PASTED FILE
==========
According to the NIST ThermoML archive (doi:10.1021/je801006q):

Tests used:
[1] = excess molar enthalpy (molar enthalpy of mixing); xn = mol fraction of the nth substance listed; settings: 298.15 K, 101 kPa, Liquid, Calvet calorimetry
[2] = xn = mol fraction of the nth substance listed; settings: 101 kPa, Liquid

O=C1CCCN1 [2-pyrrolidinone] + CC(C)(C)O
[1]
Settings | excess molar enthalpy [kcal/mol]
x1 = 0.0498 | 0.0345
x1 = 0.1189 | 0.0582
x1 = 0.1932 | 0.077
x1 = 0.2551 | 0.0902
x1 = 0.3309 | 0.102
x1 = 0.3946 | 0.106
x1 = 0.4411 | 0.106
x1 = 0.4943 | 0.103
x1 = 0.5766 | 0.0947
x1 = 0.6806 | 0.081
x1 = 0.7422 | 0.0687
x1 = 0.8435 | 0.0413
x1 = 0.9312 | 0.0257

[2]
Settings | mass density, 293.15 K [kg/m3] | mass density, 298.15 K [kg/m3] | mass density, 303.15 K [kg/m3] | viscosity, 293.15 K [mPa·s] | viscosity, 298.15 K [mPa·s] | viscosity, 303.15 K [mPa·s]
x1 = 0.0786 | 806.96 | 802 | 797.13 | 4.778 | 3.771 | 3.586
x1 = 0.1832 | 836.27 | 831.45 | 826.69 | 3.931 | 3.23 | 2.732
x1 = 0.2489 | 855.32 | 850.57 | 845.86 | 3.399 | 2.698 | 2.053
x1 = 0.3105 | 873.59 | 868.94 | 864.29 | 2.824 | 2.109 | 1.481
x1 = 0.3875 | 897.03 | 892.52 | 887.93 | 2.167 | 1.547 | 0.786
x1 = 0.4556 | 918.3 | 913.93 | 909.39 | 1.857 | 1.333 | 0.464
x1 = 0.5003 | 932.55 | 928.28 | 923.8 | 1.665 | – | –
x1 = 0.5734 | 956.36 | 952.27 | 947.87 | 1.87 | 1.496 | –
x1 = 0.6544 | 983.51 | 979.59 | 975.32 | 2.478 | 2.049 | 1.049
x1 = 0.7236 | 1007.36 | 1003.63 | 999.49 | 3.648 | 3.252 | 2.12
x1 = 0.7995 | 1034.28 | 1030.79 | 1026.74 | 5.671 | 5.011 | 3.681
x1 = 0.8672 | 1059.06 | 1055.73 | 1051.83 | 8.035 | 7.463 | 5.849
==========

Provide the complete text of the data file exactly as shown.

According to the NIST ThermoML archive (doi:10.1021/je801006q):

Tests used:
[1] = excess molar enthalpy (molar enthalpy of mixing); xn = mol fraction of the nth substance listed; settings: 298.15 K, 101 kPa, Liquid, Calvet calorimetry
[2] = xn = mol fraction of the nth substance listed; settings: 101 kPa, Liquid

O=C1CCCN1 [2-pyrrolidinone] + CC(C)(C)O
[1]
Settings | excess molar enthalpy [kcal/mol]
x1 = 0.0498 | 0.0345
x1 = 0.1189 | 0.0582
x1 = 0.1932 | 0.077
x1 = 0.2551 | 0.0902
x1 = 0.3309 | 0.102
x1 = 0.3946 | 0.106
x1 = 0.4411 | 0.106
x1 = 0.4943 | 0.103
x1 = 0.5766 | 0.0947
x1 = 0.6806 | 0.081
x1 = 0.7422 | 0.0687
x1 = 0.8435 | 0.0413
x1 = 0.9312 | 0.0257

[2]
Settings | mass density, 293.15 K [kg/m3] | mass density, 298.15 K [kg/m3] | mass density, 303.15 K [kg/m3] | viscosity, 293.15 K [mPa·s] | viscosity, 298.15 K [mPa·s] | viscosity, 303.15 K [mPa·s]
x1 = 0.0786 | 806.96 | 802 | 797.13 | 4.778 | 3.771 | 3.586
x1 = 0.1832 | 836.27 | 831.45 | 826.69 | 3.931 | 3.23 | 2.732
x1 = 0.2489 | 855.32 | 850.57 | 845.86 | 3.399 | 2.698 | 2.053
x1 = 0.3105 | 873.59 | 868.94 | 864.29 | 2.824 | 2.109 | 1.481
x1 = 0.3875 | 897.03 | 892.52 | 887.93 | 2.167 | 1.547 | 0.786
x1 = 0.4556 | 918.3 | 913.93 | 909.39 | 1.857 | 1.333 | 0.464
x1 = 0.5003 | 932.55 | 928.28 | 923.8 | 1.665 | – | –
x1 = 0.5734 | 956.36 | 952.27 | 947.87 | 1.87 | 1.496 | –
x1 = 0.6544 | 983.51 | 979.59 | 975.32 | 2.478 | 2.049 | 1.049
x1 = 0.7236 | 1007.36 | 1003.63 | 999.49 | 3.648 | 3.252 | 2.12
x1 = 0.7995 | 1034.28 | 1030.79 | 1026.74 | 5.671 | 5.011 | 3.681
x1 = 0.8672 | 1059.06 | 1055.73 | 1051.83 | 8.035 | 7.463 | 5.849